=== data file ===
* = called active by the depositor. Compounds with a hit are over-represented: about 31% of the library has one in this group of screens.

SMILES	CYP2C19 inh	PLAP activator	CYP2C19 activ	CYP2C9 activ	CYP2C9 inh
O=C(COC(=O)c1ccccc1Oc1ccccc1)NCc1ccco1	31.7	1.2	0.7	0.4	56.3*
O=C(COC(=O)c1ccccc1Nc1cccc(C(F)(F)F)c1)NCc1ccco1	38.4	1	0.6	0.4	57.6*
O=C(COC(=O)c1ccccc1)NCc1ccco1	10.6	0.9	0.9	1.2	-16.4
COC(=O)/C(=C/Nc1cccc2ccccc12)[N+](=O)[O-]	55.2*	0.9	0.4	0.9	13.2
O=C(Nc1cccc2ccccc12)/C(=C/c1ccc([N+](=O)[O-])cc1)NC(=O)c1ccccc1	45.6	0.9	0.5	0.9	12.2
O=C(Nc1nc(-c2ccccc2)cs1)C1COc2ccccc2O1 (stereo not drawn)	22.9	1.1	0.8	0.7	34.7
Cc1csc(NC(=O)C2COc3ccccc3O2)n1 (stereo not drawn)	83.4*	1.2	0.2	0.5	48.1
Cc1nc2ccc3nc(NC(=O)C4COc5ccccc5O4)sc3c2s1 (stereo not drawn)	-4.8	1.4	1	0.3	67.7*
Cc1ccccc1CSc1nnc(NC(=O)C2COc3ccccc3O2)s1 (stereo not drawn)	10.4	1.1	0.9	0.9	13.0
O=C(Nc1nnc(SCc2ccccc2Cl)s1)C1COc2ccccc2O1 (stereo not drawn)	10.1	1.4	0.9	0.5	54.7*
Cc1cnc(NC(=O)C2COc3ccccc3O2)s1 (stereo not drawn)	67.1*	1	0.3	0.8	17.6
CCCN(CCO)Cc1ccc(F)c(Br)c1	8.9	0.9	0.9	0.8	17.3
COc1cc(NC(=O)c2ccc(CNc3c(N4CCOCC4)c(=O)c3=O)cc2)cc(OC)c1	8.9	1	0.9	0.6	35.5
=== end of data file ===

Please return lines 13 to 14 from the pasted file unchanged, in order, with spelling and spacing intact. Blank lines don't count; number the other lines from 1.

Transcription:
Cc1cnc(NC(=O)C2COc3ccccc3O2)s1 (stereo not drawn)	67.1*	1	0.3	0.8	17.6
CCCN(CCO)Cc1ccc(F)c(Br)c1	8.9	0.9	0.9	0.8	17.3